Articles | Volume 15, issue 18
Atmos. Chem. Phys., 15, 10857–10885, 2015
https://doi.org/10.5194/acp-15-10857-2015
Atmos. Chem. Phys., 15, 10857–10885, 2015
https://doi.org/10.5194/acp-15-10857-2015

Research article 30 Sep 2015

Research article | 30 Sep 2015

Spatiotemporal variations of air pollutants (O3, NO2, SO2, CO, PM10, and VOCs) with land-use types

J.-M. Yoo1, M.-J. Jeong2, D. Kim3, W. R. Stockwell4, J.-H. Yang5, H.-W. Shin2, M.-I. Lee6, C.-K. Song7, and S.-D. Lee7 J.-M. Yoo et al.
  • 1Department of Science Education, EwhaWomans University, Seoul, Korea
  • 2Department of Atmospheric & Environmental Sciences, Gangneung-Wonju National University, Gangneung, Gangwon-do, Korea
  • 3Universities Space Research Association, Columbia, MD, USA
  • 4Department of Chemistry, Howard University, Washington, DC, USA
  • 5Deptartment of Atmospheric Science and Engineering, EwhaWomans University, Seoul, Korea
  • 6School of Urban & Environmental Engineering, Ulsan National Institute of Science and Technology, Ulsan, Korea
  • 7National Institute of Environmental Research, Incheon, Korea

Abstract. The spatiotemporal variations of surface air pollutants (O3, NO2, SO2, CO, and PM10) with four land-use types, residence (R), commerce (C), industry (I) and greenbelt (G), have been investigated at 283 stations in South Korea during 2002–2013, using routinely observed data. The volatile organic compound (VOC) data at nine photochemical pollutant monitoring stations available since 2007 were utilized in order to examine their effect on the ozone chemistry. The land-use types, set by the Korean government, were generally consistent with the satellite-derived land covers and with the previous result showing anti-correlation between O3 and NO2 in diverse urban areas. The relationship between the two pollutants in the Seoul Metropolitan Area (SMA) residence land-use areas was substantially different from that outside of the SMA, probably due to the local differences in vehicle emissions. The highest concentrations of air pollutants in the diurnal, weekly, and annual cycles were found in industry for SO2 and PMPM10, in commerce for NO2 and CO, and in greenbelt for O3. The concentrations of air pollutants, except for O3, were generally higher in big cities during weekdays, while O3 showed its peak in suburban areas or small cities during weekends. The weekly cycle and trends of O3 were significantly out of phase with those of NO2, particularly in the residential and commercial areas, suggesting that vehicle emission was a major source in those areas. The ratios of VOCs to NO2 for each of the land-use types were in the order of I (10.2) > C (8.7) > G (3.9) > R (3.6), suggesting that most areas in South Korea were likely to be VOC-limited for ozone chemistry. The pollutants (NO2, SO2, CO, and PMPM10 except for O3 have decreased, most likely due to the effective government control. The total oxidant values (OX = O3 + NO2) with the land-use types were analyzed for the local and regional (or background) contributions of O3, respectively, and the order of OX (ppb) was C (57.4) > R (53.6) > I (50.7) > G (45.4), indicating the greenbelt observation was close to the background.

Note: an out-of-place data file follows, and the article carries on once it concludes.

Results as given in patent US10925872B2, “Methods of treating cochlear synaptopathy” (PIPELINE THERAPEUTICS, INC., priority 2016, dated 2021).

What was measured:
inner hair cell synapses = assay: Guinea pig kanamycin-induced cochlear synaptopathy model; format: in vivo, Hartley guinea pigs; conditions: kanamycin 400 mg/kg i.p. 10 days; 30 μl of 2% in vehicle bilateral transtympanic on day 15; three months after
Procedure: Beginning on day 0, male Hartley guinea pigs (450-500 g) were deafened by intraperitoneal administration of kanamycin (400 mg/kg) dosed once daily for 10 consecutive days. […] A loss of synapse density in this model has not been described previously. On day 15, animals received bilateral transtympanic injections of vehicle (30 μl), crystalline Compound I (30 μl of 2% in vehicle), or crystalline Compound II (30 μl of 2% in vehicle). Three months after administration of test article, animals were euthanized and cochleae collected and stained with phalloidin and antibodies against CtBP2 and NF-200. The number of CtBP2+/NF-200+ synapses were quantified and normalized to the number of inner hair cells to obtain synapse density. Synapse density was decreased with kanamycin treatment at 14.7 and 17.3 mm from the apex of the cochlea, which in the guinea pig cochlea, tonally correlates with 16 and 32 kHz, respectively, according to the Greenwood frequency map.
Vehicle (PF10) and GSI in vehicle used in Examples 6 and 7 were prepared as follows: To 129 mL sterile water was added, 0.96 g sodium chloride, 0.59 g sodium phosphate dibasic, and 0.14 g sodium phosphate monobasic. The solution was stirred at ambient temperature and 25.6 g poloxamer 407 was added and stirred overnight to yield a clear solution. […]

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Major air pollutants (O3, NO2, SO2, CO, PM10, and VOCs) with long-term records from a dense observation network over Korea were extensively analyzed with land-use types, classified by Korean government, consistent with satellite-observed land covers. The weekly cycles of the pollutant showed different behaviors with the types. Regardless of land-use types, ozone has an increasing trend, while the other pollutants have decreasing trends. Most areas in Korea were VOCs-limited for ozone chemistry.
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